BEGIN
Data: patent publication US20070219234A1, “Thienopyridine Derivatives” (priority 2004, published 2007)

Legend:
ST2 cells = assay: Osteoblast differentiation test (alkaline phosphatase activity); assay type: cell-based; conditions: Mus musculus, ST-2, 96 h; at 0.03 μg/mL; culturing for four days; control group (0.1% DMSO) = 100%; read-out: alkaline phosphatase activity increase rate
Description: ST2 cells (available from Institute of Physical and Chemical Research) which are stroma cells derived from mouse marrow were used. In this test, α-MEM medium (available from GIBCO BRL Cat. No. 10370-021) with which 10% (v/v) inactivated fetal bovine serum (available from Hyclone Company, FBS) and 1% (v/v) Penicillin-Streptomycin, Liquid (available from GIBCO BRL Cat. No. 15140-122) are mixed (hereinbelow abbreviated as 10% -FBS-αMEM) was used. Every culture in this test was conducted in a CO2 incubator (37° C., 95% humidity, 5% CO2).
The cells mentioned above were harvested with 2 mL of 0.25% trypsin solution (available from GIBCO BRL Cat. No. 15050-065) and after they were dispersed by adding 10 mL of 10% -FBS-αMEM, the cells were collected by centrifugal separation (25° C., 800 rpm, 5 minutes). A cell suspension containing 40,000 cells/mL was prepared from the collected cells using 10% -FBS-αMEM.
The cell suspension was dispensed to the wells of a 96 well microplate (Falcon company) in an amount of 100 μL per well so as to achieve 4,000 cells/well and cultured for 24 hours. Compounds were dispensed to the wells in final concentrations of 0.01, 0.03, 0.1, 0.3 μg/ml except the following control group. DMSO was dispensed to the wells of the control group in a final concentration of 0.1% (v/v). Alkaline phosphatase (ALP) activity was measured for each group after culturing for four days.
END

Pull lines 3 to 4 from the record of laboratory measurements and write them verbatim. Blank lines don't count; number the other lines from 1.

ST2 cells = assay: Osteoblast differentiation test (alkaline phosphatase activity); assay type: cell-based; conditions: Mus musculus, ST-2, 96 h; at 0.03 μg/mL; culturing for four days; control group (0.1% DMSO) = 100%; read-out: alkaline phosphatase activity increase rate
Description: ST2 cells (available from Institute of Physical and Chemical Research) which are stroma cells derived from mouse marrow were used. In this test, α-MEM medium (available from GIBCO BRL Cat. No. 10370-021) with which 10% (v/v) inactivated fetal bovine serum (available from Hyclone Company, FBS) and 1% (v/v) Penicillin-Streptomycin, Liquid (available from GIBCO BRL Cat. No. 15140-122) are mixed (hereinbelow abbreviated as 10% -FBS-αMEM) was used. Every culture in this test was conducted in a CO2 incubator (37° C., 95% humidity, 5% CO2).